Involving Students

Student involvement is the commitment by a PTA to actively include students in the work of the association. Parents, teachers, and students are dedicated to work as a team to train youth to be future advocates, community leaders, and responsible adults. The California State PTA encourages and supports student participation in PTA/PTSA leadership, events, and programs.

What to Do

Student Involvement Committee

Form a student involvement committee whose membership includes students and adults.

School Survey

Survey the school community to find out what type of activities will encourage student involvement.

Develop a Plan

Develop a plan for student involvement based on survey results.

Set Reasonable Goals

Set reasonable goals based on what the unit needs to accomplish:

  • Solicit input from youth about budgetary and policy proposals that affect them.
  • Link youth involvement opportunities to existing local government, school, and state programs that promote voluntary civic and community service.
  • Encourage legislative bodies at all levels of government to include local youth in their policymaking efforts.
  • Encourage schools and community programs to provide meaningful opportunities for youth to participate in planning and implementation.
  • Instill in youth a sense of civic responsibility, citizenship, and leadership through active participation.

Student Members

Upon payment of dues, students are considered full members with the same privileges, responsibilities, and credibility:

  • Students who are willing and have the time may serve as officers in the PTA/PTSA.
  • Keep open lines of communication.
  • Respect all opinions.
  • Consider student opinions seriously.
  • Practice effective communication and listening skills.
  • Seek input from all students-- not just those who traditionally are seen as "leaders."
  • Be prepared for students to have an active voice in the PTA/PTSA.

Reach Out

Reach out to other groups to co-sponsor events or activities of interest to students:

  • Student leadership and school organizations/clubs.
  • Other student-focused groups in the community.
  • Parent advisory committees.
  • Other unit, council or district PTAs.

Publicize Activities

Publicize activities through the PTA/PTSA newsletter, school or PTA/PTSA Web site, flyers, e-mail, marquees, local newspapers, personal telephone calls, social media, and other newsletters. Promote positive student involvement through publicity (e.g., posters, radio announcements).


Evaluate activities and accomplishments at least once a year. This will show how students were actively involved, and how students can continue to be involved in PTA/PTSA activities.

Create a Student Recognition Program

Students Deserve To Be Recognized

Students deserve to be recognized and rewarded for their contributions to PTA/PTSA. A system of recognition and awards creates a climate of respect and value for PTA involvement and motivates students to continue their hard work and dedication to PTA/PTSA. For this to be effective, fair criteria must be developed. For example, students should be rewarded for leadership, vision, and dedication using the same criteria for all volunteers.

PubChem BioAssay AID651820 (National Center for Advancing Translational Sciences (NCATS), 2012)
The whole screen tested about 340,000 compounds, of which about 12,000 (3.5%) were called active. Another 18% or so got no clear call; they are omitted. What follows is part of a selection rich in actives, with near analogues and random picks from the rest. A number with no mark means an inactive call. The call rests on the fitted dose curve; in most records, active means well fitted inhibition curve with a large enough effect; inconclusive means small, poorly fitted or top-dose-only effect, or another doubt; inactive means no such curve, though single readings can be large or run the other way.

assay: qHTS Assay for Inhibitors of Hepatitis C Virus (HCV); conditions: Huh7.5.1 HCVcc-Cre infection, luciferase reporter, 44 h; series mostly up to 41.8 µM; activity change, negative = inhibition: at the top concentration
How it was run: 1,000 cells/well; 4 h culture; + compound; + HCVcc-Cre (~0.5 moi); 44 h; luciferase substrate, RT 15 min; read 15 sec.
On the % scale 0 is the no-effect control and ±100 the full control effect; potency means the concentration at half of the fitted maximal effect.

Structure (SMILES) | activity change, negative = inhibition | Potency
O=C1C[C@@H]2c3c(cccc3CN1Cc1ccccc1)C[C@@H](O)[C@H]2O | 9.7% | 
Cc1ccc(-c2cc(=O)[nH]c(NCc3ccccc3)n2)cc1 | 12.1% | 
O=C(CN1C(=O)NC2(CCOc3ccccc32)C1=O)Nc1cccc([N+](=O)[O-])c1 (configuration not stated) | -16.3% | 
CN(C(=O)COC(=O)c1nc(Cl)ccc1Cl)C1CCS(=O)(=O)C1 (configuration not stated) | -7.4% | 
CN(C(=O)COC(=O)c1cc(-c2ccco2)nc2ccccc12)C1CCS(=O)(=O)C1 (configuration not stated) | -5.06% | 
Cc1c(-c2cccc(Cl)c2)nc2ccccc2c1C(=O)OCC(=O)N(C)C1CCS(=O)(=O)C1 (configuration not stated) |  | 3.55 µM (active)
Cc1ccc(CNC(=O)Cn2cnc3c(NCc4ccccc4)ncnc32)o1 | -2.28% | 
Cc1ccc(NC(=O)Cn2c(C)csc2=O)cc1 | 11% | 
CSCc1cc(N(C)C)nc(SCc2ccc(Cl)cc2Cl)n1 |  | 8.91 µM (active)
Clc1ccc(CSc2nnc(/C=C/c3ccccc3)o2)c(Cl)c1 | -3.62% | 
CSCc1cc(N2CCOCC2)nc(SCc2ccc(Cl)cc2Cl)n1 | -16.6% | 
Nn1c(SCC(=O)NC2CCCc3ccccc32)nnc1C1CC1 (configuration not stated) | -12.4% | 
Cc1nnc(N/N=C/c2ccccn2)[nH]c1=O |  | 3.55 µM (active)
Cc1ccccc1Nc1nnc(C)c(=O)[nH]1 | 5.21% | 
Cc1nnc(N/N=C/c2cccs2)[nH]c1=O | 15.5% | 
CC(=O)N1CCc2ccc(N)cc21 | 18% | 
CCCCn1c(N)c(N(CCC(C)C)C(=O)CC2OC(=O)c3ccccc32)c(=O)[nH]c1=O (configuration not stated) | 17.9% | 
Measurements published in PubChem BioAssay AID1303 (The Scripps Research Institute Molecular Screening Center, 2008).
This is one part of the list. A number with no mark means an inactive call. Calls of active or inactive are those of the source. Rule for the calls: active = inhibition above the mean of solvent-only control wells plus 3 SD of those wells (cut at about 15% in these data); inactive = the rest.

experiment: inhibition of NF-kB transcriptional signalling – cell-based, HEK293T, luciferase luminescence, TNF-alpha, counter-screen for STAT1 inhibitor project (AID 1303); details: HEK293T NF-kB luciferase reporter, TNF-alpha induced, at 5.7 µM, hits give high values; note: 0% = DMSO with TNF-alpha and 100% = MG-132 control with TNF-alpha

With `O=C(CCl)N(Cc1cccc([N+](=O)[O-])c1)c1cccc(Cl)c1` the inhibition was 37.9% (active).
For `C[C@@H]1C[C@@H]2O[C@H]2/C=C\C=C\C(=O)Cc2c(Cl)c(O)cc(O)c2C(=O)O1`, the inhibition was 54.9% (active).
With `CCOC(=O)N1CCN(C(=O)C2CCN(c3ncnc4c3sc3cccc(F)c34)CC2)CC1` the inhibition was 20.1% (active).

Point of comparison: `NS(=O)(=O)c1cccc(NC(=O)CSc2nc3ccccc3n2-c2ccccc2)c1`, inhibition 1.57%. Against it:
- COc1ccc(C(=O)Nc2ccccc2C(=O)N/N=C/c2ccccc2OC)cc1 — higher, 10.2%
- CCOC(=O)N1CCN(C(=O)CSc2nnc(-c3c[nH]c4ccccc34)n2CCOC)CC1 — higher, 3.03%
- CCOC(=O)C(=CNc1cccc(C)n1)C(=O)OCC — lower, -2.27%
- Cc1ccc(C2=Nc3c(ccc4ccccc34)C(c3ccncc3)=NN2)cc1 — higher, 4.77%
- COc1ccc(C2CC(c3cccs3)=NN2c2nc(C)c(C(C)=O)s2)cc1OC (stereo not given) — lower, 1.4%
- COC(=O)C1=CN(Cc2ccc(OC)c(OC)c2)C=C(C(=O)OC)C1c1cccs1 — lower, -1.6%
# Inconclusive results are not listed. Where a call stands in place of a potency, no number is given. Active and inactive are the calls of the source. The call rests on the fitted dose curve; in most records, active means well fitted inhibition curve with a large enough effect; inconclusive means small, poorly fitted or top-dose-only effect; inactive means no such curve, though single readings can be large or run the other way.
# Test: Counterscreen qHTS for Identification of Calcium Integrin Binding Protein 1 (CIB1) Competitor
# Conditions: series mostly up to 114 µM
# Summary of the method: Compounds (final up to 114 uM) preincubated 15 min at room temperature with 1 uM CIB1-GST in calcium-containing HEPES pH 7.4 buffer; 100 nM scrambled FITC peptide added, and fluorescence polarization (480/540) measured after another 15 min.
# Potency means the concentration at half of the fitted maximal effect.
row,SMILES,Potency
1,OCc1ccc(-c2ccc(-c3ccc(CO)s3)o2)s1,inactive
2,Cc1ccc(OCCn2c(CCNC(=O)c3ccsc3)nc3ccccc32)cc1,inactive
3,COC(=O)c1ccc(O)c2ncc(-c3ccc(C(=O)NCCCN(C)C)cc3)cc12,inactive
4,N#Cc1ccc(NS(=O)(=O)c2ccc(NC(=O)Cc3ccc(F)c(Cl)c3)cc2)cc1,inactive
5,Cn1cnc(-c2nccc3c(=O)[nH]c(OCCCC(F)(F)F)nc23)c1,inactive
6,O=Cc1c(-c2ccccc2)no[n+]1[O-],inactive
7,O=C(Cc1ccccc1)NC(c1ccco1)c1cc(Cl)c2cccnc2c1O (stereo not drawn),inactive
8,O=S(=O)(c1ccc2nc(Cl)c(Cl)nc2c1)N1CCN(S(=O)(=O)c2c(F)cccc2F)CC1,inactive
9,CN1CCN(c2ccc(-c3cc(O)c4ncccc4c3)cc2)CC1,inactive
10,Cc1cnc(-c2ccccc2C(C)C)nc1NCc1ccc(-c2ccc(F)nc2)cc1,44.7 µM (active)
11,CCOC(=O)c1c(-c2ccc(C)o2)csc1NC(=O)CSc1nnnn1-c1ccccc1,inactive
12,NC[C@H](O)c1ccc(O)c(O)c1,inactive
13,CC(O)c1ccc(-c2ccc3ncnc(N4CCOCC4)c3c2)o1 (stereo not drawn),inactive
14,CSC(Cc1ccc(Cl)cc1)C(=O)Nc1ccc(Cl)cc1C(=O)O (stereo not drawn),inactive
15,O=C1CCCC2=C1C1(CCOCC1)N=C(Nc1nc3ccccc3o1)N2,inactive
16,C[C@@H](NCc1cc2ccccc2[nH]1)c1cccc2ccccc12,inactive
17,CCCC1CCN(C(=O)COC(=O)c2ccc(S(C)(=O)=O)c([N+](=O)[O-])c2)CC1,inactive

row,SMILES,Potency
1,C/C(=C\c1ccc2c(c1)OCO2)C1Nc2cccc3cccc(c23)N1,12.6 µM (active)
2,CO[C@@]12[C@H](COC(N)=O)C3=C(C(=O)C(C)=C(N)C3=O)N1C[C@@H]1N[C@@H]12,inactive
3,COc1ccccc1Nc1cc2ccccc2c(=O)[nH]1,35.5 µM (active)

Students Can Be Recognized and Rewarded in Many Ways

  • Select student members of the week, month, or year and promote their accomplishments.
  • Develop incentives, such as student buttons, special jackets or T-shirts.
  • Invite active student members to speak to students in other schools such as feeder school students and to community groups about their experiences.
  • Hold an annual ceremony or dinner to recognize PTA/PTSA and its student members.
  • Write letters of recommendation to college admissions offices or prospective employers based on a student's PTA involvement.
  • Use communications — school bulletin boards, school yearbook photos, radio, TV, websites, newspapers and magazines — to feature stories on student successes in helping solve school and community problems
  • Give outstanding student members special school awards such as the Honorary Service Award.
  • Use outstanding student members as expert advisors for new PTA/PTSA projects.
  • Implement a "student support system" to allow veteran student and adult members to provide new recruits with:
    • Motivation and encouragement to overcome challenges and obstacles encountered in PTA/PTSA activities;
    • Techniques for successfully balancing school work, PTA, extra-curricular activities and home life.
    • Direction and foundation for student growth and development; and
    • Techniques for handling the stress, emotion and frustration that can accompany working with community organizations, school boards, etc.
  • Share innovative strategies for student involvement by applying for the California State PTA's "PTA Spotlight Award".